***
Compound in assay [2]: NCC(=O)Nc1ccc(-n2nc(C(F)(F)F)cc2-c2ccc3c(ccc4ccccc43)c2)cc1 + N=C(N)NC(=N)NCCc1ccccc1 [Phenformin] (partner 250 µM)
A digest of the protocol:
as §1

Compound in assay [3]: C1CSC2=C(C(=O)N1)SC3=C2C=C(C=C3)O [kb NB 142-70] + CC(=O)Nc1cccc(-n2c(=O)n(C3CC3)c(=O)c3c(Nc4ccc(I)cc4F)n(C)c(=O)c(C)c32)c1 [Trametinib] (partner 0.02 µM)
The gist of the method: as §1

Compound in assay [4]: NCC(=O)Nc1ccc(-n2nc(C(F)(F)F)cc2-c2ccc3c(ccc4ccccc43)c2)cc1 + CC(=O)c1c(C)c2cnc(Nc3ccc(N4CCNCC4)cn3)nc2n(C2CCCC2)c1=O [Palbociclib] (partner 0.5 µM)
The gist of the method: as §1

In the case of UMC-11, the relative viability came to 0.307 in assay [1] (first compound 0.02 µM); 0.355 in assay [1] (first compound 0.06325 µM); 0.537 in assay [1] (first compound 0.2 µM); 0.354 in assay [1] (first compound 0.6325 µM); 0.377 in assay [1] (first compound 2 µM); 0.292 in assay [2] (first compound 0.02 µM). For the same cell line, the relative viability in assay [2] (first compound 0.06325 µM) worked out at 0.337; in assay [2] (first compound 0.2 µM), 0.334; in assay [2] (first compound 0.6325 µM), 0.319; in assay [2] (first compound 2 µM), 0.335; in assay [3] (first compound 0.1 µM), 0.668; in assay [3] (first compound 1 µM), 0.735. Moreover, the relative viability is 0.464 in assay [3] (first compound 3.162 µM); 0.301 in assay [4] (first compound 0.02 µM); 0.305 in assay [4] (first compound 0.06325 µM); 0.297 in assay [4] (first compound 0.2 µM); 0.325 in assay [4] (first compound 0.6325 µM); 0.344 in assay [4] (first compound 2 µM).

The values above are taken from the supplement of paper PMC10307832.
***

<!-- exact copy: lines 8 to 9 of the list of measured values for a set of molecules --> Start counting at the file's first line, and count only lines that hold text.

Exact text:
In the case of UMC-11, the relative viability came to 0.307 in assay [1] (first compound 0.02 µM); 0.355 in assay [1] (first compound 0.06325 µM); 0.537 in assay [1] (first compound 0.2 µM); 0.354 in assay [1] (first compound 0.6325 µM); 0.377 in assay [1] (first compound 2 µM); 0.292 in assay [2] (first compound 0.02 µM). For the same cell line, the relative viability in assay [2] (first compound 0.06325 µM) worked out at 0.337; in assay [2] (first compound 0.2 µM), 0.334; in assay [2] (first compound 0.6325 µM), 0.319; in assay [2] (first compound 2 µM), 0.335; in assay [3] (first compound 0.1 µM), 0.668; in assay [3] (first compound 1 µM), 0.735. Moreover, the relative viability is 0.464 in assay [3] (first compound 3.162 µM); 0.301 in assay [4] (first compound 0.02 µM); 0.305 in assay [4] (first compound 0.06325 µM); 0.297 in assay [4] (first compound 0.2 µM); 0.325 in assay [4] (first compound 0.6325 µM); 0.344 in assay [4] (first compound 2 µM).

The values above are taken from the supplement of paper PMC10307832.